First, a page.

WASHINGTON, Sept. 19, 2013 /PRNewswire-USNewswire/ -- Gen Xers and baby boomers
should no longer ignore their hearing loss, says the Better Hearing Institute
(BHI), which is raising awareness of the link between cardiovascular and hearing
health in recognition of World Heart Day on September 29th. A growing body of
research shows that a person's hearing health and cardiovascular health
frequently correspond. And because the jury is still out on exactly why there is
a connection and which comes first, it behooves those 40 and older to get their
hearing tested as a routine part of their medical care. The vast majority of
people with hearing loss can benefit from hearing aids, which have been shown to
improve quality of life.
To help people determine if they need a comprehensive hearing test by a hearing
healthcare professional, BHI is offering a free, quick, and confidential online
hearing check at www.hearingcheck.org.
Some experts--like Charles E. Bishop, AuD, Assistant Professor in the University
of Mississippi Medical Center's Department of Otolaryngology and Communicative
Sciences--find the evidence showing a link between cardiovascular and hearing
health so compelling that they say the ear may be a window to the heart. Bishop
believes the closer the collaboration between medical disciplines the better for
"Hearing health should not be assessed in a vacuum," says Bishop. "There is
simply too much evidence that hearing loss is related to cardiovascular disease
and other health conditions. It's time we maximized the information we have in
order to benefit the individual's overall wellbeing."
Why the Heart-Hearing Connection?
Studies have shown that a healthy cardiovascular system--a person's heart,
arteries, and veins--has a positive effect on hearing. Conversely, inadequate
blood flow and trauma to the blood vessels of the inner ear can contribute to
David R. Friedland, MD, PhD, Professor and Vice-Chair of Otolaryngology and
Communication Sciences at the Medical College of Wisconsin in Milwaukee, has
been studying the relationship between cardiovascular and hearing health for
years. He offers up this response:
"The inner ear is so sensitive to blood flow that it is possible that
abnormalities in the cardiovascular system could be noted here earlier than in
other less sensitive parts of the body."
In one study, published in The Laryngoscope, Dr. Friedland and fellow
researchers found that audiogram pattern correlates strongly with
cerebrovascular and peripheral arterial disease and may represent a screening
test for those at risk. They even concluded that patients with low-frequency
hearing loss should be regarded as at risk for cardiovascular events, and
appropriate referrals should be considered.
Other evidence exists. In fact, the authors of a study published in the American
Journal of Audiology concluded that the negative influence of impaired
cardiovascular health on both the peripheral and central auditory system--and
the potential positive influence of improved cardiovascular health on these same
systems--have been found through a sizable body of research conducted over more
than six decades.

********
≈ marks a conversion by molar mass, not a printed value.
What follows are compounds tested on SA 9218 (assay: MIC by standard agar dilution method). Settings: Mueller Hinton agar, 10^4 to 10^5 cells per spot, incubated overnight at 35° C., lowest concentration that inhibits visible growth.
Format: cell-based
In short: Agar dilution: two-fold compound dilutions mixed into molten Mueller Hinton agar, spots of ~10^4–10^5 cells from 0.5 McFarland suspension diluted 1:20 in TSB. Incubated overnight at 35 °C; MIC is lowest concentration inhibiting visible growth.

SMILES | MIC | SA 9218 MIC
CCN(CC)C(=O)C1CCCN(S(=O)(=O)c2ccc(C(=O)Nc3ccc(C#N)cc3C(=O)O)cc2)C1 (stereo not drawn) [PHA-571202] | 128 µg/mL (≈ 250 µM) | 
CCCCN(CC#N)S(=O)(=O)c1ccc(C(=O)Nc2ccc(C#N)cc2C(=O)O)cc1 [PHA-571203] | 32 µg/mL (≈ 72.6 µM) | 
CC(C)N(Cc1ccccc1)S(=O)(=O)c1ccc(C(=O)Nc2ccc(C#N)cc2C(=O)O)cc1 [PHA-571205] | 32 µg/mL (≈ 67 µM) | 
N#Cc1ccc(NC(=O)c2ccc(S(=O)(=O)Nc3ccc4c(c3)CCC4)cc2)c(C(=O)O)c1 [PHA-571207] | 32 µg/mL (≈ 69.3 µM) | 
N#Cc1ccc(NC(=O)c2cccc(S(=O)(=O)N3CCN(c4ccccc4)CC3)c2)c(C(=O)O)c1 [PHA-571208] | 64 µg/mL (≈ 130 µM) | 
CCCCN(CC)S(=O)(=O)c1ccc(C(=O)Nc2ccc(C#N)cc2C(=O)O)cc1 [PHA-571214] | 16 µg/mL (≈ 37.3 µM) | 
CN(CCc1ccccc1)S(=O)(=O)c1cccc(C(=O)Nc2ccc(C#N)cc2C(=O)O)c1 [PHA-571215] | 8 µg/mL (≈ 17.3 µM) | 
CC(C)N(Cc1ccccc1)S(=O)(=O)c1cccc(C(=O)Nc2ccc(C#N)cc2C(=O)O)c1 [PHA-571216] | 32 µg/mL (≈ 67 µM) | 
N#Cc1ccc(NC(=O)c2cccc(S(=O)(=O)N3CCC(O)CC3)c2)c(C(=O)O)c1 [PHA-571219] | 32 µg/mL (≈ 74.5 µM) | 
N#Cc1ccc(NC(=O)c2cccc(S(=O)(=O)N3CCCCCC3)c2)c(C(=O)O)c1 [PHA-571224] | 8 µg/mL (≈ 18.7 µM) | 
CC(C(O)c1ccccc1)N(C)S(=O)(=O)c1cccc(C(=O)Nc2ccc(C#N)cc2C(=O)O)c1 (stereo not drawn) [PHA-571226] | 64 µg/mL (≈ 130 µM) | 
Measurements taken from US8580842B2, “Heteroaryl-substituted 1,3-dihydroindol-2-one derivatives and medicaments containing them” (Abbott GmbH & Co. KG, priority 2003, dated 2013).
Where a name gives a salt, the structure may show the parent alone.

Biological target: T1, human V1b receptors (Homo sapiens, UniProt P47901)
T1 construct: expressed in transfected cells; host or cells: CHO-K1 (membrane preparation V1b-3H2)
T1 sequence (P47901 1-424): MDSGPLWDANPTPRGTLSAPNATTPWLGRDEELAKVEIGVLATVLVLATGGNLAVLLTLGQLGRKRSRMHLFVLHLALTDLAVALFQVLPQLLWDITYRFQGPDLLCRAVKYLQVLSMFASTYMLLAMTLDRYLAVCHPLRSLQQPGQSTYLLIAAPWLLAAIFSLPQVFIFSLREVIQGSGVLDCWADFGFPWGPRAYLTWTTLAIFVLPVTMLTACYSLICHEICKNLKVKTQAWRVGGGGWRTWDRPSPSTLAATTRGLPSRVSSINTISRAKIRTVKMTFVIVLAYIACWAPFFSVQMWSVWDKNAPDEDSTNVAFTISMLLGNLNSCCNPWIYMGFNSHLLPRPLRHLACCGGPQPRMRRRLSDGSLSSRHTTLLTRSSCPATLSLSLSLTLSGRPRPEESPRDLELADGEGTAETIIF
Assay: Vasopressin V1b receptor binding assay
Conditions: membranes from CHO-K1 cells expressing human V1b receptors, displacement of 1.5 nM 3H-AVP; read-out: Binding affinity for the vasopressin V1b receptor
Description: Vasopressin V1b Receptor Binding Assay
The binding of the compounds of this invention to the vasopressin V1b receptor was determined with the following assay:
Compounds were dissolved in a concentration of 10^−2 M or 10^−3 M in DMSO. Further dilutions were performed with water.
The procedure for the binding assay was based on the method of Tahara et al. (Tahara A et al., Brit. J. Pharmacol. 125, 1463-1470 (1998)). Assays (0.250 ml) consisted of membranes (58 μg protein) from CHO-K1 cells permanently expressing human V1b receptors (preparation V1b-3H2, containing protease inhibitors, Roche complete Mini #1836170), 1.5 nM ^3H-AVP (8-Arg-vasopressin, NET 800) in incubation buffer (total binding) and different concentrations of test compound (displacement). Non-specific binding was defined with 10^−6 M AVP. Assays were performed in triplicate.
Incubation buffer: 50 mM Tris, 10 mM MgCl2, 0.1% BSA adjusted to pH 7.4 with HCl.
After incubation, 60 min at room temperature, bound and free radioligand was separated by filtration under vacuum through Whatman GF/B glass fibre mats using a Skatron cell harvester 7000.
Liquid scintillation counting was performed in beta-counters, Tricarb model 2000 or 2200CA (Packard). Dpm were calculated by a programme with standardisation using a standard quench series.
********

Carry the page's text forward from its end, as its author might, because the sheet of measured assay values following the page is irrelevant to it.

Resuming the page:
Cardiovascular diseases, including heart disease and stroke, cause 17.3 million
deaths each year. For more information about World Heart Day, cardiovascular
health, and how people can reduce their risk of heart disease and stroke, visit
About Hearing Aids
Research shows that hearing loss is frequently associated with other physical,
mental, and emotional health conditions, and that people who address their
hearing loss often experience better quality of life. Eight out of 10 hearing
aid users, in fact, say they're satisfied with the changes that have occurred in
their lives specifically due to their hearing aids--from how they feel about
themselves to the positive changes they see in their relationships, social
interactions, and work lives.
When people with even mild hearing loss use hearing aids, they often improve
their job performance; enhance their communication skills; increase their
earnings potential; improve their professional and interpersonal relationships;
stave off depression; gain an enhanced sense of control over their lives; and
better their quality of life.
Here are five little-known facts about today's hearing aids:
1. They're virtually invisible. Many of today's hearing aids sit discreetly
and comfortably inside the ear canal, providing both natural sound quality,
and discreet and easy use.
2. They automatically adjust to all kinds of soundscapes. Recent technological
advances with directional microphones have made hearing aids far more
versatile than ever before--and in a broad range of sound environments.
3. You can enjoy water sports and sweat while wearing them. Waterproof digital
hearing aids have arrived. This feature is built into some newly designed
hearing aids for those concerned about water, humidity, and dust. This
feature suits the active lifestyles of swimmers, skiers, snowboarders,
intensive sports enthusiasts and anyone working in dusty, demanding
4. They work with smartphones, home entertainment systems and other
electronics. Wireless, digital hearing aids are now the norm. That means
seamless connectivity--directly into your hearing aid(s) at volumes that
are just right for you--from your smartphone, MP3 player, television and
other high-tech gadgets.
5. They're always at the ready. A new rechargeable feature on some newly
designed hearing aids allows you to recharge your hearing aids every night,
so they're ready in the morning. It's super convenient --and there's no
more fumbling with small batteries.
For more information on hearing loss, visit www.BetterHearing.org.
SOURCE Better Hearing Institute